I have my own dreams of a perfect world.
I share your frustration with the political process, and I suspect it could be argued much more personally than some who enjoy the privilege of not being a minority class – after all, as a woman, I’ve seen my personal freedoms immediately decreased under the Tea Party House. And in states around the country, every day they come for another freedom — they have women being arrested for suspected abortions when they miscarry. It’s terrifying.
My perfect world is built on consensus building for the people, with no privileged classes while others starve. There’s no homelessness in my perfect world and no children dying from lack of medical care. There’s no racism or sexism in my perfect world and women are safe from rape and death at the hands of their loved ones. There is no war in my perfect world. But of course, my perfect world has nothing to do with political realities. Still, if it did…..
I’d love to see the President ride into Wisconsin and tell Walker off for his illegal passage of union busting laws, tell Snyder to piss off with his unemployment theft, and give Scott’s medical business a reality check about transparency.
I’d like to ask ‘why?’ and get an answer. I’d like to clean out the DoJ of Bush’s illegally appointed fundies in one fell swoop. I’d like to replace Blue Dogs and Corporate Dems with people who cared about the people first. I’d like liberal Democrats to stop aiding and abetting a misogynistic agenda against women. I’d like to put McCain Levin and the entire SASC on trial for pushing us toward failed Bush era policies that we clearly rejected. I’d like to close Gitmo immediately. I’d like the poor and the unemployed to be protected. I’d like civil rights for all of us, including gay marriage, equal pay for women, and voting protection for minorities.
I’d like to see Citizens United overturned, Fox News denied the right to call itself news, and Tea Party House members impeached in disgrace.
But those people were elected. They are the lawmakers now. These are the consequences of electing them. If I were to tell you that we could still have what we wanted, I would be lying to you. We can’t have what we wanted, and while checks and balances are a good thing, obstructionism and default are not. We voted for Obama’s civilian trials but the congress keeps giving us McCain’s military trials. Why is that? Because they can and because we do nothing to stop them.
If I were to tell you that Obama could do something about this if he wanted to, I would be telling you what you want to hear and you might like me a lot more, but it wouldn’t be the truth. Do you think that’s not compelling? It would be so much easier than going through the myriad of political bs.
However, I like to believe that our core readers come here because they trust us and they wouldn’t appreciate being lied to about the political process just so we could be cooler and have more friends. You might not like what we say here, but you can always trust that the motley crew at PoliticusUSA have creative freedom unfettered by corporate or other affiliations or financial obligations. No one, including the editorial team, is telling them what they can and can not write.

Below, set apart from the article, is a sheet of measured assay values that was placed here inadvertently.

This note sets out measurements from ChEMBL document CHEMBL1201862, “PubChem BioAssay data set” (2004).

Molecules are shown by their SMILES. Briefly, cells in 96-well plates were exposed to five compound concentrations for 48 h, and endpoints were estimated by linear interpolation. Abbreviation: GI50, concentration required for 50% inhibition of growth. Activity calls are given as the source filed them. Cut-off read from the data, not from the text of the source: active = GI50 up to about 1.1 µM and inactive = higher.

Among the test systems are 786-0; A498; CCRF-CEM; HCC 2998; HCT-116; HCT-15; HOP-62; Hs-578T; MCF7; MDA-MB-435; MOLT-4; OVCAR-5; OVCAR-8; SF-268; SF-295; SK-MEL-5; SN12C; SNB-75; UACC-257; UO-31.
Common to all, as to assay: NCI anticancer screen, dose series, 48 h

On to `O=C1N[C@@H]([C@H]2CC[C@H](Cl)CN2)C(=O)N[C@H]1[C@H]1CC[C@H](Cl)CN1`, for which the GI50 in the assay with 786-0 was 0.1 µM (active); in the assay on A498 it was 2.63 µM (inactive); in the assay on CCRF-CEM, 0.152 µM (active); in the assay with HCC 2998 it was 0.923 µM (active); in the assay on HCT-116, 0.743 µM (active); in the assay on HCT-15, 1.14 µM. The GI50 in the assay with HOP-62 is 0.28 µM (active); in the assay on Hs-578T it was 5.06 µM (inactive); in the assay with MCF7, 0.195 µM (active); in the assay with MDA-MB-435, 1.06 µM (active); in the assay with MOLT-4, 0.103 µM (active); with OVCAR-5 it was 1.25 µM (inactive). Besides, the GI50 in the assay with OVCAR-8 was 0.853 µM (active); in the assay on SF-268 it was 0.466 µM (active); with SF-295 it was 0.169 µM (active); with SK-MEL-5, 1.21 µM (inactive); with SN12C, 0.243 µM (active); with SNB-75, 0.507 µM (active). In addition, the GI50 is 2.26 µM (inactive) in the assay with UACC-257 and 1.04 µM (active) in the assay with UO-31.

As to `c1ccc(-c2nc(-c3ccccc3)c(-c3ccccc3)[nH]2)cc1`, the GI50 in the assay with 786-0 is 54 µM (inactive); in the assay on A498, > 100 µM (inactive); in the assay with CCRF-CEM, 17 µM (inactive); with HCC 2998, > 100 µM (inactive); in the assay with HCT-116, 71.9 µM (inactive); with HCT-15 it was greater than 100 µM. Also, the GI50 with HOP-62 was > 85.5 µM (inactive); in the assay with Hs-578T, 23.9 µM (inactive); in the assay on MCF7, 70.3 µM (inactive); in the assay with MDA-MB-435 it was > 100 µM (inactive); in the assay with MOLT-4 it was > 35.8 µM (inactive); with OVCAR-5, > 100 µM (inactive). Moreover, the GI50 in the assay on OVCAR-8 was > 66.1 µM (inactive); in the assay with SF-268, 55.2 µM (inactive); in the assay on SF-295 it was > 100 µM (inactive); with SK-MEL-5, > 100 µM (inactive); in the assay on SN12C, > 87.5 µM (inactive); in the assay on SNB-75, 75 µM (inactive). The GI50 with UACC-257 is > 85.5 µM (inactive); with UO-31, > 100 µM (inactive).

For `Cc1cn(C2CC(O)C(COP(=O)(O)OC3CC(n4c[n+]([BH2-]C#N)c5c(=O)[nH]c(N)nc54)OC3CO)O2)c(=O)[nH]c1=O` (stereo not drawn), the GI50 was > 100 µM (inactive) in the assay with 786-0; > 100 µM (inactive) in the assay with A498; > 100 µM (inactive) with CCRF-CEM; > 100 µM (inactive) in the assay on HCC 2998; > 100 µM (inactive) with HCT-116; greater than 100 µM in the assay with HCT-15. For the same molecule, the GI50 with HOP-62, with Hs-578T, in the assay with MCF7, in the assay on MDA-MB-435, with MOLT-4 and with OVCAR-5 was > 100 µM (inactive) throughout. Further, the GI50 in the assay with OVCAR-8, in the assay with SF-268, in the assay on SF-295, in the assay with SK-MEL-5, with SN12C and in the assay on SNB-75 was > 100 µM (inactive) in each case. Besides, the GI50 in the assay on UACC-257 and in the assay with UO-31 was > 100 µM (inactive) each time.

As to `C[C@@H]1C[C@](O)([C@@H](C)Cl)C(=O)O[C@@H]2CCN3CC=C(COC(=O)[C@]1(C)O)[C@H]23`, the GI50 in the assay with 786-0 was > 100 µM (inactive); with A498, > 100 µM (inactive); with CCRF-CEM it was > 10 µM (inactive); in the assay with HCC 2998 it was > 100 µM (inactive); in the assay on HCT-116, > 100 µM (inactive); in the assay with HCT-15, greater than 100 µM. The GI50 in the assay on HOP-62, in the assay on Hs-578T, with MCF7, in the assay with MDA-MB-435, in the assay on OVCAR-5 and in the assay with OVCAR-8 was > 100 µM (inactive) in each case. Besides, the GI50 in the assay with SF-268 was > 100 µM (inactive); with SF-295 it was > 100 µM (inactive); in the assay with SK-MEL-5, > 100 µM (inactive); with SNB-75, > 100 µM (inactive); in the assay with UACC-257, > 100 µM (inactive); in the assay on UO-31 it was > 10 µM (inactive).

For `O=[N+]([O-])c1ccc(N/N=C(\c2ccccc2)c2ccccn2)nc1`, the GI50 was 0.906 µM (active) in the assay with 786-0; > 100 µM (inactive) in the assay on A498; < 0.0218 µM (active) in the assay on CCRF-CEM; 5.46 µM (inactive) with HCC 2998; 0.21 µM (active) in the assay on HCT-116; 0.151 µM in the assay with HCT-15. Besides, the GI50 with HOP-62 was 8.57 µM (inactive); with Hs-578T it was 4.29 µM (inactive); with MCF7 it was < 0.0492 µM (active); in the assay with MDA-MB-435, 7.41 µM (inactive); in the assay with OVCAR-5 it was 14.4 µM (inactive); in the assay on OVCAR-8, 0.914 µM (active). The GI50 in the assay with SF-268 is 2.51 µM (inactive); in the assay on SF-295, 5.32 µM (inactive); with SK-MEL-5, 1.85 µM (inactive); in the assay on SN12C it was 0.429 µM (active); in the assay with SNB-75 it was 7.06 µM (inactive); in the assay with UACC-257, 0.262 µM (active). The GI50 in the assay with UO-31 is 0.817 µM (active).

Many a people have tried to twist our editorial necks to fall in line with the liberal lockstep on certain issues, but that just made us dig our heels in more. We don’t like bullies on any side. The point is, it’s not truly liberal if there are issues we are not allowed to explore and voices we try to silence, is it? And by silence, I do not mean fact-checking or even name-calling; I mean editorial silencing. What are these liberals so afraid of?
To wit, see the fact-checking of liberal heroes. It’s sadly ironic, but the left has no problem criticizing elected officials but too many of us will not tolerate even perceived criticism of our favorite media heroes and worst yet, they will not tolerate it. This is a problem, for it demonstrates that we operate in a state of worship rather than critical thinking. After all, we can like someone and respect them and still disagree with them. If we can’t, we have larger problems at hand.
As an example of two liberal stars who can tolerate dissent, I confess that nothing pleases me more than a dose of Keith Olbmerann’s Worst Persons and I was cheering Michael Moore on at the Oscar’s that infamous night as Hollywood co-workers tittered about his lack of patriotism. I have always been grateful for their voices but I also have disagreed with them on occasion and I like to think that these two thoughts can co-exist. I was deeply disappointed by Keith Olbermann and Michael Moore during the “not real rape” fiasco, but both men showed an eventual willingness to hear and learn, and really, that is the all important indication of character, integrity and courage.
Never did they attempt to literally shut down dissent via their financial or star power. They ignored, argued, and then finally listened and acknowledged. This is the sign of a liberal. They won’t always be right (no one can be), but they will be willing to debate and grow. It was ugly and messy, but we came out of it with a better understanding of a tough subject.